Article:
Strained eyes too common an occurrence at work

If you look at your computer all day long as part of your job – as many of us do – then the odds are high that you suffer frequently from eyestrain. Eyestrain isn’t a lasting condition. But it can cause occasional headaches, water eyes, dry eyes, a heightened sensitivity to light and an inability to focus. In other words, it’s not very pleasant. Fortunately, the everon small-business blog recently took a look at eyestrain. What did it find? It’s relatively easy for workers to avoid this condition.

The Secret

Workers hoping to prevent the problems of eye strain need to adhere to the 20/20/20 rule. This rule states that employees should every 20 minutes take a 20-second break. And during this short break, they should focus their eyes on something that stands at least 20 feet away. This forces your eyes to focus on something besides a computer screen. It also provides them a brief workout. The story on everon also suggests that employees can every 20 minutes spend 20 seconds or more walking 20 feet or more, something which will also provide a boost to their mental and physical well-being.

Workrave

But how will you remember to take these breaks? Fortuitously, everon lists several apps that will help. For instance, there’s Workrave, which sends a message on your screen when it’s time to take your micro-break. Workrave also suggests specific exercises that will help keep your eyes healthy. If you don’t like this app, you can also try EyeLeo, where an animated leopard guides you through short exercises for your eyes. EyeLeo will blank out your computer screen when it’s time to have a break.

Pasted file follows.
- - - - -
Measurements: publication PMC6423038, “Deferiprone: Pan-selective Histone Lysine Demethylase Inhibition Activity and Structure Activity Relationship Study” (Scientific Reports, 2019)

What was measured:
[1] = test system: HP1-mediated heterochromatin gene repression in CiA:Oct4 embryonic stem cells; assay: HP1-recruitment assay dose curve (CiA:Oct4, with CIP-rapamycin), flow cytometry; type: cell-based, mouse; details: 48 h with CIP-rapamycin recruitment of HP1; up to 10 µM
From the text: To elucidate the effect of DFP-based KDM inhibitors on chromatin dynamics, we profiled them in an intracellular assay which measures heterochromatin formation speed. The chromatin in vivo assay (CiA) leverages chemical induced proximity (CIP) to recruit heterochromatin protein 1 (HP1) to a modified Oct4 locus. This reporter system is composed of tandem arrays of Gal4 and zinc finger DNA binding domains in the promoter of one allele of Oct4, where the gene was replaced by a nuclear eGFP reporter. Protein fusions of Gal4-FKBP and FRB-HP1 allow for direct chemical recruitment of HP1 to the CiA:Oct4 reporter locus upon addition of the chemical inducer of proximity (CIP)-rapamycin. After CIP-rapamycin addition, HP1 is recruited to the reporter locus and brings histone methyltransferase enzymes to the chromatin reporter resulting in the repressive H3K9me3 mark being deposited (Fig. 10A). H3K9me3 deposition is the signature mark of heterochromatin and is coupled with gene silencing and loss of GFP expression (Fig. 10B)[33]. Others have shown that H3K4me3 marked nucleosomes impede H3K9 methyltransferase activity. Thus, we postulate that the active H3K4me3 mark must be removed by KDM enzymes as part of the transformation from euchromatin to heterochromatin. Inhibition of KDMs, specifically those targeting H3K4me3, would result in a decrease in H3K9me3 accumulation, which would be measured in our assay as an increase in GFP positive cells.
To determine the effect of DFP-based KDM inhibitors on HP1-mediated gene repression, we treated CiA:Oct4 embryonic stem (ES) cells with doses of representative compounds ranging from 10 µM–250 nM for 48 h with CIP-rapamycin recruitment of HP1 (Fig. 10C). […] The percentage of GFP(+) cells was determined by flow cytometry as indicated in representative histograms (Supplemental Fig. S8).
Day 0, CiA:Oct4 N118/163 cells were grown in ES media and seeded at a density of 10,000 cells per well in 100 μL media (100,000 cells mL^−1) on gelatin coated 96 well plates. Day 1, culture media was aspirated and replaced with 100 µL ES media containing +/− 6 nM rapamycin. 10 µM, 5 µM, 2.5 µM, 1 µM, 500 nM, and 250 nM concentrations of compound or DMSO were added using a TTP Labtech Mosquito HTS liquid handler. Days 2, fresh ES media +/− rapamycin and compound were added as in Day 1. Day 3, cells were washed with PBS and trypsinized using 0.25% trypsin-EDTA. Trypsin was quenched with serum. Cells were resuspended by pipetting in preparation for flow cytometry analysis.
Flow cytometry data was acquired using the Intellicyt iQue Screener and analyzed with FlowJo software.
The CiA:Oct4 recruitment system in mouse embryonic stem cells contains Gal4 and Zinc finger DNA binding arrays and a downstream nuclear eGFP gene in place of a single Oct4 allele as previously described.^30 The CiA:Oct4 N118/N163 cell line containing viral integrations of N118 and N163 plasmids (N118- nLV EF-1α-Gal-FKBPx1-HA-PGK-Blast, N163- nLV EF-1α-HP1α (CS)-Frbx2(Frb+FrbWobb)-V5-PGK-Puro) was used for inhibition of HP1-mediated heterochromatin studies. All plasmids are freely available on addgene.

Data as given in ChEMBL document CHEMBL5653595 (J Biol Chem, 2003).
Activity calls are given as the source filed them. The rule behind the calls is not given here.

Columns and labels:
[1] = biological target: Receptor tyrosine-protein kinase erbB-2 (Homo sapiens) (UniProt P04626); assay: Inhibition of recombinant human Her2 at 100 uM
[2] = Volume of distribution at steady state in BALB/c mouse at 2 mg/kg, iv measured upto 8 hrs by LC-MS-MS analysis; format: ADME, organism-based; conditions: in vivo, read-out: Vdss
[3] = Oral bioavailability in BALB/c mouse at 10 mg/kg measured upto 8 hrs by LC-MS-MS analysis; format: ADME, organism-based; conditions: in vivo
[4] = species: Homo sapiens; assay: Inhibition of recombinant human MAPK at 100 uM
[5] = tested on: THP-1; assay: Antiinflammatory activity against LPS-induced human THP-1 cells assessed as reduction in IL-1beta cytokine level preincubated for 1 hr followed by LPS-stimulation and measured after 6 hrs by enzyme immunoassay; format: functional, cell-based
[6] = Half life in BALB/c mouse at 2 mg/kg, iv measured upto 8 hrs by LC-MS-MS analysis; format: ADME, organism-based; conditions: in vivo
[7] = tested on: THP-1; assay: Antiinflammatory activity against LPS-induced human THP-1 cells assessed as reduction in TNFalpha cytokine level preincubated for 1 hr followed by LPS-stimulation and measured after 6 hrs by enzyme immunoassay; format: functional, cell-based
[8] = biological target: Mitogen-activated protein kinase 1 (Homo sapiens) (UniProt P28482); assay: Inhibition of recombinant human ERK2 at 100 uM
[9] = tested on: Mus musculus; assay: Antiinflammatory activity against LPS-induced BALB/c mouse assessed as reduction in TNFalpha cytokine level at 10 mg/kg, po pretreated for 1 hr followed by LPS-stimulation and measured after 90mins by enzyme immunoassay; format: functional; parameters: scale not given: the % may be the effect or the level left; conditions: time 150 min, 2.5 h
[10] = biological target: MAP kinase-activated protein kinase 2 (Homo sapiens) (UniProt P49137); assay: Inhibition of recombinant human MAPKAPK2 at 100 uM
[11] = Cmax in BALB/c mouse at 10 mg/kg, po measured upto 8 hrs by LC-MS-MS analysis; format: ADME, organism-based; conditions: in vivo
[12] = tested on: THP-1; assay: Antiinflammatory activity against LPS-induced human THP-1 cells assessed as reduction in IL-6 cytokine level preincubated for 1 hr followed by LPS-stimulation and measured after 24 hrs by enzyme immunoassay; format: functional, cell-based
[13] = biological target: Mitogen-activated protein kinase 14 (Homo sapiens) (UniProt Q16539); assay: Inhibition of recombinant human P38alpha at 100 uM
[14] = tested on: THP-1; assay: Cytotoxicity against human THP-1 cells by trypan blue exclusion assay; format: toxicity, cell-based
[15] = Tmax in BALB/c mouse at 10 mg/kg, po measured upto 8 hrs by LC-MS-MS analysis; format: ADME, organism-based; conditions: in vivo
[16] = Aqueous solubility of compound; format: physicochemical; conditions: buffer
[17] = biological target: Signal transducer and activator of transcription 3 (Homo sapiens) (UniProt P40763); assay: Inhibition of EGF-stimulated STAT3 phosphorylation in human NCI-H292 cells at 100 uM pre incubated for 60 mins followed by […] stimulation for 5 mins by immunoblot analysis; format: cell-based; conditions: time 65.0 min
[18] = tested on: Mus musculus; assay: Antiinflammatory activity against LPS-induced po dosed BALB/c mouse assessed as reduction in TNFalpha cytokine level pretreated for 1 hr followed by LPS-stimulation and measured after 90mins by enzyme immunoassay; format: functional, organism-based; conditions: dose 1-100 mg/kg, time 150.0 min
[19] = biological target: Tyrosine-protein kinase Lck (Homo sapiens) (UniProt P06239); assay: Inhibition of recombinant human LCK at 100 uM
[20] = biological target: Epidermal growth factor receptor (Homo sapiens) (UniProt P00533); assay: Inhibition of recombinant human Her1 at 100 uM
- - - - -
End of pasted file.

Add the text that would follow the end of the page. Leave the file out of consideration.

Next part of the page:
A Break for Coffee?

Finally, there’s Coffee Break. This app, available only for Apple products, slowly darkens computer screens. When an employee’s break occurs, the screen will be completely dark. It’s an effective reminder that it’s time for a short eye break. Needless to say, even the niftiest reminder apps can’t force workers to get out of their chairs and turn from their computer screens. It’s up to employees to take care of their eyes.


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